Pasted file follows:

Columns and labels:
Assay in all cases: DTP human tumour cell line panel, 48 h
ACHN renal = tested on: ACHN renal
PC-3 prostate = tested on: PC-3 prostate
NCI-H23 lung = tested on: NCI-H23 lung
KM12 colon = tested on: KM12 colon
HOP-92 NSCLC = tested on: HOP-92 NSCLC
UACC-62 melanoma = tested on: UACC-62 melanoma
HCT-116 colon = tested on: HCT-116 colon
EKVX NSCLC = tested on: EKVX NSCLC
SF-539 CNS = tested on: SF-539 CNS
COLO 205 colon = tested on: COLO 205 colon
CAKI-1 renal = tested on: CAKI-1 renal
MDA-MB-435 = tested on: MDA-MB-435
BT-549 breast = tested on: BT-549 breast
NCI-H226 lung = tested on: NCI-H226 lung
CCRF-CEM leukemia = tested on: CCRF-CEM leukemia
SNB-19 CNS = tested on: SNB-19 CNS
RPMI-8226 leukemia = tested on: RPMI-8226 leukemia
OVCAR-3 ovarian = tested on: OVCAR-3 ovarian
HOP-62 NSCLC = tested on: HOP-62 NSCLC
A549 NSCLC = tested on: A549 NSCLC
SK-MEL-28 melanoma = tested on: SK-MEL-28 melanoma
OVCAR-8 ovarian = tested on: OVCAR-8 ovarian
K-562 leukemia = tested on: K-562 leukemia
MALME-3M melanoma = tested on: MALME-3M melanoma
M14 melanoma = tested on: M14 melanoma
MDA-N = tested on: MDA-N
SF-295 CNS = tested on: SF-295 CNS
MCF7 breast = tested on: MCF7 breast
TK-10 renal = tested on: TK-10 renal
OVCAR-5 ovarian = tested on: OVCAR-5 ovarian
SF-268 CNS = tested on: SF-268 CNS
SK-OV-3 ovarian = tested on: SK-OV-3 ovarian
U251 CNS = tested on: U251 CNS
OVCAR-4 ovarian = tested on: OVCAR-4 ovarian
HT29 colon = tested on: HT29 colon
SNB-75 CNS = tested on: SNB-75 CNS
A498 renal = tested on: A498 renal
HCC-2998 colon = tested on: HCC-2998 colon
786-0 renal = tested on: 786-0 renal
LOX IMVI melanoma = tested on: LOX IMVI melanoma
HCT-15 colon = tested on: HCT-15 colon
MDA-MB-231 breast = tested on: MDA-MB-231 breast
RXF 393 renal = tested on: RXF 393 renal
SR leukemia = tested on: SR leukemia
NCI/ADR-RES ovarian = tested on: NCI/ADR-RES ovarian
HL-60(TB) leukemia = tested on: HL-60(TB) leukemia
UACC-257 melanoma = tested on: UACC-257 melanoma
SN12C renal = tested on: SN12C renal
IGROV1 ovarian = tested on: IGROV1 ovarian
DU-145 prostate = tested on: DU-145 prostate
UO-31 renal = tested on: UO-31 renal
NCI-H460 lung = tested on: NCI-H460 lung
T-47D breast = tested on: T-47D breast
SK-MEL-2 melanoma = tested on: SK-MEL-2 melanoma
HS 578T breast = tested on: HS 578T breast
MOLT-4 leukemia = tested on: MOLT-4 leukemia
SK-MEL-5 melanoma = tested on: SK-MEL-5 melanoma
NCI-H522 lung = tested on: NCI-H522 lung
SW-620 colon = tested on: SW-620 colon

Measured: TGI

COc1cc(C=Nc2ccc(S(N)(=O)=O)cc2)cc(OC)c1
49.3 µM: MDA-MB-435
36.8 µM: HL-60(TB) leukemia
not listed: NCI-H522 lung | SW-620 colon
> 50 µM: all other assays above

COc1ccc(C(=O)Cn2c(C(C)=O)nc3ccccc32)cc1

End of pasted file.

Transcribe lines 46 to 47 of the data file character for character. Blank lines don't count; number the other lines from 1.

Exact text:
SR leukemia = tested on: SR leukemia
NCI/ADR-RES ovarian = tested on: NCI/ADR-RES ovarian